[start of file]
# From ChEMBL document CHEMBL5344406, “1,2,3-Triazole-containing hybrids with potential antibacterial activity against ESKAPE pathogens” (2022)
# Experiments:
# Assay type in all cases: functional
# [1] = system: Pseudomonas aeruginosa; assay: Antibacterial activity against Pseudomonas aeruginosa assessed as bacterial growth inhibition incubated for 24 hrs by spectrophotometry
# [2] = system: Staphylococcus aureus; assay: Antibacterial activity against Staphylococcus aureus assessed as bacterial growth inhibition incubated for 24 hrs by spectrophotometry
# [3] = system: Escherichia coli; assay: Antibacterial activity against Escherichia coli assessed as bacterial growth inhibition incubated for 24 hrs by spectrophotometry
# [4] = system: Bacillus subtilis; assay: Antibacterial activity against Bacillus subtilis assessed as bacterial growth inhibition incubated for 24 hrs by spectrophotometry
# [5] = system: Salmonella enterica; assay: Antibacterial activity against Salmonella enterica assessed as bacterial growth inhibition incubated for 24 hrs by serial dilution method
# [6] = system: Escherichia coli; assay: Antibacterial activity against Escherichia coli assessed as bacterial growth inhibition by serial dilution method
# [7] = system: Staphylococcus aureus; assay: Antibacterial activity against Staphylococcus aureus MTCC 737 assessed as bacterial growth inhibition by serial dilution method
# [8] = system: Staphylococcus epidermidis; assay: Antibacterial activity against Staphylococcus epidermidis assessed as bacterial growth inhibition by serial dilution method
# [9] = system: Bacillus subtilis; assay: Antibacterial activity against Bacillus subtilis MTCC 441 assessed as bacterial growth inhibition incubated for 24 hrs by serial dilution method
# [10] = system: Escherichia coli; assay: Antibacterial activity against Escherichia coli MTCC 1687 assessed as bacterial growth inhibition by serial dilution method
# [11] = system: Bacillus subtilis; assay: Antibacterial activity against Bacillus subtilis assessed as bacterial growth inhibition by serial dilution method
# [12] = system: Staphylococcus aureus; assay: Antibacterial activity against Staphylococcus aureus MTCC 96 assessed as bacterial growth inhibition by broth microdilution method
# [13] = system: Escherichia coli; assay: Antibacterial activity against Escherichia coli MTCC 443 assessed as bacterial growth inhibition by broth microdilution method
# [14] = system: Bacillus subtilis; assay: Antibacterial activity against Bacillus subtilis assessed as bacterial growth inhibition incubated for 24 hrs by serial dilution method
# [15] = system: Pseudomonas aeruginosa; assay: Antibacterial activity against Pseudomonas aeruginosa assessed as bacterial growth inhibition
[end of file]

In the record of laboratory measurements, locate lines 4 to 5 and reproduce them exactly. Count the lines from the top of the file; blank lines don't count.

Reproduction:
# [1] = system: Pseudomonas aeruginosa; assay: Antibacterial activity against Pseudomonas aeruginosa assessed as bacterial growth inhibition incubated for 24 hrs by spectrophotometry
# [2] = system: Staphylococcus aureus; assay: Antibacterial activity against Staphylococcus aureus assessed as bacterial growth inhibition incubated for 24 hrs by spectrophotometry